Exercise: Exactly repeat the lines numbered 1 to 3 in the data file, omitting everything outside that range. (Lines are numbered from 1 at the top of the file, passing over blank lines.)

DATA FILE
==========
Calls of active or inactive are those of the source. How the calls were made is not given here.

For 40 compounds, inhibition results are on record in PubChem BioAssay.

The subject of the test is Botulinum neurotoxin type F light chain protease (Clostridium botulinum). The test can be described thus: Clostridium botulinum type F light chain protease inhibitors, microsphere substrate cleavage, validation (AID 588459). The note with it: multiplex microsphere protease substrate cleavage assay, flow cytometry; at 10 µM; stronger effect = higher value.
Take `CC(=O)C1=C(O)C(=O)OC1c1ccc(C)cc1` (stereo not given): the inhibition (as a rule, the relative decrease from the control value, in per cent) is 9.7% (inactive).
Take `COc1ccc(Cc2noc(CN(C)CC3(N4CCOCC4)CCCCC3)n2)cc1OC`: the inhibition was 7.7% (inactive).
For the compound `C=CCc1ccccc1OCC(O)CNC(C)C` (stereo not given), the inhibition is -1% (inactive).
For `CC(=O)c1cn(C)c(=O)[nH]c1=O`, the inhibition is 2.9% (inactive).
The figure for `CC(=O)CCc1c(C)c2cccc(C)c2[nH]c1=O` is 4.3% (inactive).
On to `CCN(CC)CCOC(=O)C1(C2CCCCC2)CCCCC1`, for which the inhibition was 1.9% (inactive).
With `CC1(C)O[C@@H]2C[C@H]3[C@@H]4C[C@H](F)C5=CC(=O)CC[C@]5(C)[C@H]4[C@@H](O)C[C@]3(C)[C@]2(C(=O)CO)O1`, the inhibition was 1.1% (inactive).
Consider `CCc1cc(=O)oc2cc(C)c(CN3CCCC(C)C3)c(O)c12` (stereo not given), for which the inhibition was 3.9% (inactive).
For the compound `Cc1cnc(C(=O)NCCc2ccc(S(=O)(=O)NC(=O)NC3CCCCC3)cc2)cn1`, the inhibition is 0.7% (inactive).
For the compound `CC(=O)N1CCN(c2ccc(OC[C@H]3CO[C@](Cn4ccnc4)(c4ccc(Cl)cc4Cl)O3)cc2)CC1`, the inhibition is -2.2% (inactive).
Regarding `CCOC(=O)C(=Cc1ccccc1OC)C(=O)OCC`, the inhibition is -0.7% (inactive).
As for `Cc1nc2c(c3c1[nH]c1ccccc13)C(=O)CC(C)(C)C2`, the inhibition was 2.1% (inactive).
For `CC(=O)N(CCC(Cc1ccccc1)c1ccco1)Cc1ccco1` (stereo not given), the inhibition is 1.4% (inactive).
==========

Calls of active or inactive are those of the source. How the calls were made is not given here.

For 40 compounds, inhibition results are on record in PubChem BioAssay.

The subject of the test is Botulinum neurotoxin type F light chain protease (Clostridium botulinum). The test can be described thus: Clostridium botulinum type F light chain protease inhibitors, microsphere substrate cleavage, validation (AID 588459). The note with it: multiplex microsphere protease substrate cleavage assay, flow cytometry; at 10 µM; stronger effect = higher value.